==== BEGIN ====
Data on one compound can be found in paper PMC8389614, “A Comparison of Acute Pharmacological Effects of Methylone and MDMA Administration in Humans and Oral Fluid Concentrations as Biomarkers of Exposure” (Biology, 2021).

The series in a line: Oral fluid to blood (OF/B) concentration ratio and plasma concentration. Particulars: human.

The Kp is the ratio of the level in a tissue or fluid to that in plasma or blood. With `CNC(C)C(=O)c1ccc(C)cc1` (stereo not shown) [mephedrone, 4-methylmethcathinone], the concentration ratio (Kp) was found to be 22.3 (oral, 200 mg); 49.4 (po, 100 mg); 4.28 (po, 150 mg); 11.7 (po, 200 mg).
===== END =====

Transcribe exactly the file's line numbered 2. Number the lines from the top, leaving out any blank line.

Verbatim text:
The series in a line: Oral fluid to blood (OF/B) concentration ratio and plasma concentration. Particulars: human.